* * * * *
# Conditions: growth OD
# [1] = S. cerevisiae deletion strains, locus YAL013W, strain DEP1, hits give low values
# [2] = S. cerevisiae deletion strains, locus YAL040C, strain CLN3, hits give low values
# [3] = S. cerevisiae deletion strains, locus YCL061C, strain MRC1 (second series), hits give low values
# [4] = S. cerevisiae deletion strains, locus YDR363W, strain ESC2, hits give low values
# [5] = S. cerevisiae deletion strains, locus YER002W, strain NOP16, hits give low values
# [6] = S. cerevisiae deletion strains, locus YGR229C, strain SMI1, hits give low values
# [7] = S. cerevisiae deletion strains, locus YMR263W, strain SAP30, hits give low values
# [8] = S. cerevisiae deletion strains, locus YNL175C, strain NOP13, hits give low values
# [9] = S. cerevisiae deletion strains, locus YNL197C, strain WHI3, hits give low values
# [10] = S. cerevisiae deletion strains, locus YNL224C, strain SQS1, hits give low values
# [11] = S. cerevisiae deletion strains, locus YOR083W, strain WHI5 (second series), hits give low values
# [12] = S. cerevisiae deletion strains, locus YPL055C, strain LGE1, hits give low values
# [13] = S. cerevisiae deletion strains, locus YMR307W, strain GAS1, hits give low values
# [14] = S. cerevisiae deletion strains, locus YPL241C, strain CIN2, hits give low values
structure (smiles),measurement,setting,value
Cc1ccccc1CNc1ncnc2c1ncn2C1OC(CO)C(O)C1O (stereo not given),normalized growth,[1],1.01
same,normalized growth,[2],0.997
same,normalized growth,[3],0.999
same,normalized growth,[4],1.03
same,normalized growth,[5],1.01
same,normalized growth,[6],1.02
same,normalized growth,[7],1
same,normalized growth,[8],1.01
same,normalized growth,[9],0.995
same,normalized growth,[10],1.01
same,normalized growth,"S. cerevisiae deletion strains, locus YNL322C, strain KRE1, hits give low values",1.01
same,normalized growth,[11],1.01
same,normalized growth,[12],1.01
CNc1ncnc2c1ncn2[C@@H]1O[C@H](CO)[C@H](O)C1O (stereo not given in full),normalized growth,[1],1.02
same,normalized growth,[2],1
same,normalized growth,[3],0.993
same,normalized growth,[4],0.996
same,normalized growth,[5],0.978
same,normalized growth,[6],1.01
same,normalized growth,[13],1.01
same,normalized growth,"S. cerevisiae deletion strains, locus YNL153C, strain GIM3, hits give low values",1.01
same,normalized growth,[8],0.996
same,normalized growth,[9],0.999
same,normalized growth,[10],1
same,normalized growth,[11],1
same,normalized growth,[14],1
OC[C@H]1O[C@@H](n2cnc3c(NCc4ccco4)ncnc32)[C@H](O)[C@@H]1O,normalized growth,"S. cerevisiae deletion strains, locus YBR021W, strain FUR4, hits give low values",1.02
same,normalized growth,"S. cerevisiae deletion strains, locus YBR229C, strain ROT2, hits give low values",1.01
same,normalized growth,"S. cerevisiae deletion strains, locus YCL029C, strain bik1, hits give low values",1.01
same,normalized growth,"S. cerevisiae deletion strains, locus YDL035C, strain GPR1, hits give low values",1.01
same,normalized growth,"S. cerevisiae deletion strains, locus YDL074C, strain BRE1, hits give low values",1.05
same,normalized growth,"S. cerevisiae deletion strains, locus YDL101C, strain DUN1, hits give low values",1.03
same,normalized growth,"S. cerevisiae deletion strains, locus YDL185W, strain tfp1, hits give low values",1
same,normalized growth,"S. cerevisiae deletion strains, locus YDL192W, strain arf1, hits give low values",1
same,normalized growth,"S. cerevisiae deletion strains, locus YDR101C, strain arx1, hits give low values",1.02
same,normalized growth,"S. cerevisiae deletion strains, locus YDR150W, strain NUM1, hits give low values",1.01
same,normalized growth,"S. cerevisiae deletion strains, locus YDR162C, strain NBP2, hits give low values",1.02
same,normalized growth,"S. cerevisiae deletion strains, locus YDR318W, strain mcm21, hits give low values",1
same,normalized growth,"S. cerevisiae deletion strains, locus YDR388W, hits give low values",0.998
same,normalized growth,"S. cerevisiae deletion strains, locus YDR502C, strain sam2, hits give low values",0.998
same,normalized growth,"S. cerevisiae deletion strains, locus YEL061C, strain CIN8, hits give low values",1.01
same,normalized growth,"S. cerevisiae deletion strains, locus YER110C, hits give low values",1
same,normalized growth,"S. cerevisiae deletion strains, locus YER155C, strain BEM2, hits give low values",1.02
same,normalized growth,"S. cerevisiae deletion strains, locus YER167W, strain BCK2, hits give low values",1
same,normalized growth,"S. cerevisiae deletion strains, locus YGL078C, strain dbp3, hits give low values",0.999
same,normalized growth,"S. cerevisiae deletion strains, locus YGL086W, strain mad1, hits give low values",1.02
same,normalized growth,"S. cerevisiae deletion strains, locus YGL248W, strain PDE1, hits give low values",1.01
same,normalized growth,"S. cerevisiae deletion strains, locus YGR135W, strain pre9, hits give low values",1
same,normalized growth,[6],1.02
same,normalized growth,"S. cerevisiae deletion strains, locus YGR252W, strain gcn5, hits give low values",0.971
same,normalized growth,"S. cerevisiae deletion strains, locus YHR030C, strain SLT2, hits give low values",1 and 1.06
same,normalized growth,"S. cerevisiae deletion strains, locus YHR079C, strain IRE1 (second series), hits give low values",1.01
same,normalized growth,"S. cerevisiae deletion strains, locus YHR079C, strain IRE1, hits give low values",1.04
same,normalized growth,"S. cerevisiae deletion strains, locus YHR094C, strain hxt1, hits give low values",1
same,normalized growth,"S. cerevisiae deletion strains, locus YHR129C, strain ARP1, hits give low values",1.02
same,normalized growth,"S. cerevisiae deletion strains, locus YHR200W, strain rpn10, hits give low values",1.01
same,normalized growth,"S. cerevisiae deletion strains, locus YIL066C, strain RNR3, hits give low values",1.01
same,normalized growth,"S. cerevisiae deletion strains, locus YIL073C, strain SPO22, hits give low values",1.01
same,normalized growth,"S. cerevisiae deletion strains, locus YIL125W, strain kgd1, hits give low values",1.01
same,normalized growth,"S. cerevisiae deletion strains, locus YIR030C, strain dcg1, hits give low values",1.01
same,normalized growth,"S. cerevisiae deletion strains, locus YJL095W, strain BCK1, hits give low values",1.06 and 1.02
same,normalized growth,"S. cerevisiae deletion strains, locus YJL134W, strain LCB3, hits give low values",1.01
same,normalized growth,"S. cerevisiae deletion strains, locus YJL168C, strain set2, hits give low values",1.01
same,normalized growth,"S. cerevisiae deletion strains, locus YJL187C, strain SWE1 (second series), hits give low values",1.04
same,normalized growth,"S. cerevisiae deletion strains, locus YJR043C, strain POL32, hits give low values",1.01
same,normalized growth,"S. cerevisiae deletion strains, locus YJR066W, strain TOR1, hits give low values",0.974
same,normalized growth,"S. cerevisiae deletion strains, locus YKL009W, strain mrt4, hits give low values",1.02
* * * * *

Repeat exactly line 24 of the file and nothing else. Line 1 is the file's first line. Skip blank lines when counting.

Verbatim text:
same,normalized growth,[8],1.01